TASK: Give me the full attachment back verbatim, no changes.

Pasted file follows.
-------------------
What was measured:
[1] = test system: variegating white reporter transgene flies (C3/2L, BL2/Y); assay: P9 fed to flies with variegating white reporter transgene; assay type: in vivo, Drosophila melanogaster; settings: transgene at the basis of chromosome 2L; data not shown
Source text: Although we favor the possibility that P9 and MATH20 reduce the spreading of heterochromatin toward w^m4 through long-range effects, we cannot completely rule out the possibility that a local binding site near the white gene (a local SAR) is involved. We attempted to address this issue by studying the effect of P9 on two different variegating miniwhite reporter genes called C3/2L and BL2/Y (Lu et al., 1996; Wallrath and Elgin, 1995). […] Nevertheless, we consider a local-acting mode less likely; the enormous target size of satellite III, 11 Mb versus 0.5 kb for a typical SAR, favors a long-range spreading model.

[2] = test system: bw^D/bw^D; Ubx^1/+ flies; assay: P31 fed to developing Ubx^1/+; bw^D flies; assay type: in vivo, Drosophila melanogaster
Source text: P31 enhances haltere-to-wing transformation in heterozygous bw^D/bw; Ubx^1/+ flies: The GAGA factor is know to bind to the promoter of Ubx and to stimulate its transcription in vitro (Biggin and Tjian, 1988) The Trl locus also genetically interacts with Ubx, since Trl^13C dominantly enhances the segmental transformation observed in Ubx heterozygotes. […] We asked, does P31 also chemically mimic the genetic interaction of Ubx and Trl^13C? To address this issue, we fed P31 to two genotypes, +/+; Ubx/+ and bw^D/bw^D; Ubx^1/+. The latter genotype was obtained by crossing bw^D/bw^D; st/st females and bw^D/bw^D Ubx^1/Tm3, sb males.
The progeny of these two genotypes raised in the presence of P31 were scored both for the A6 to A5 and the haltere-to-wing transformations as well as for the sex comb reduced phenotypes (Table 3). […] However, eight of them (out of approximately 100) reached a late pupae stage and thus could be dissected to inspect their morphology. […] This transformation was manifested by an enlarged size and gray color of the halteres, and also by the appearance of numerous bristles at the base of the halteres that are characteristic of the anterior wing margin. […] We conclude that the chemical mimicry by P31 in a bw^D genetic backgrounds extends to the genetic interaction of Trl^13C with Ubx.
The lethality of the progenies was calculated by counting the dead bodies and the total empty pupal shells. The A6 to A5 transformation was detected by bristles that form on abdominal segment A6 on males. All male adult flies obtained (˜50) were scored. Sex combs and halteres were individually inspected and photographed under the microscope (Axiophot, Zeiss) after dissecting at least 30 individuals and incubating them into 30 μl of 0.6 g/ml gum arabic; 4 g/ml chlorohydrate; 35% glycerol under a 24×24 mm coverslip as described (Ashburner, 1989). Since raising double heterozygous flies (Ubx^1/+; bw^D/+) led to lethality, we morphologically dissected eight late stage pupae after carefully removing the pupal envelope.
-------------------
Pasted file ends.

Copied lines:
What was measured:
[1] = test system: variegating white reporter transgene flies (C3/2L, BL2/Y); assay: P9 fed to flies with variegating white reporter transgene; assay type: in vivo, Drosophila melanogaster; settings: transgene at the basis of chromosome 2L; data not shown
Source text: Although we favor the possibility that P9 and MATH20 reduce the spreading of heterochromatin toward w^m4 through long-range effects, we cannot completely rule out the possibility that a local binding site near the white gene (a local SAR) is involved. We attempted to address this issue by studying the effect of P9 on two different variegating miniwhite reporter genes called C3/2L and BL2/Y (Lu et al., 1996; Wallrath and Elgin, 1995). […] Nevertheless, we consider a local-acting mode less likely; the enormous target size of satellite III, 11 Mb versus 0.5 kb for a typical SAR, favors a long-range spreading model.

[2] = test system: bw^D/bw^D; Ubx^1/+ flies; assay: P31 fed to developing Ubx^1/+; bw^D flies; assay type: in vivo, Drosophila melanogaster
Source text: P31 enhances haltere-to-wing transformation in heterozygous bw^D/bw; Ubx^1/+ flies: The GAGA factor is know to bind to the promoter of Ubx and to stimulate its transcription in vitro (Biggin and Tjian, 1988) The Trl locus also genetically interacts with Ubx, since Trl^13C dominantly enhances the segmental transformation observed in Ubx heterozygotes. […] We asked, does P31 also chemically mimic the genetic interaction of Ubx and Trl^13C? To address this issue, we fed P31 to two genotypes, +/+; Ubx/+ and bw^D/bw^D; Ubx^1/+. The latter genotype was obtained by crossing bw^D/bw^D; st/st females and bw^D/bw^D Ubx^1/Tm3, sb males.
The progeny of these two genotypes raised in the presence of P31 were scored both for the A6 to A5 and the haltere-to-wing transformations as well as for the sex comb reduced phenotypes (Table 3). […] However, eight of them (out of approximately 100) reached a late pupae stage and thus could be dissected to inspect their morphology. […] This transformation was manifested by an enlarged size and gray color of the halteres, and also by the appearance of numerous bristles at the base of the halteres that are characteristic of the anterior wing margin. […] We conclude that the chemical mimicry by P31 in a bw^D genetic backgrounds extends to the genetic interaction of Trl^13C with Ubx.
The lethality of the progenies was calculated by counting the dead bodies and the total empty pupal shells. The A6 to A5 transformation was detected by bristles that form on abdominal segment A6 on males. All male adult flies obtained (˜50) were scored. Sex combs and halteres were individually inspected and photographed under the microscope (Axiophot, Zeiss) after dissecting at least 30 individuals and incubating them into 30 μl of 0.6 g/ml gum arabic; 4 g/ml chlorohydrate; 35% glycerol under a 24×24 mm coverslip as described (Ashburner, 1989). Since raising double heterozygous flies (Ubx^1/+; bw^D/+) led to lethality, we morphologically dissected eight late stage pupae after carefully removing the pupal envelope.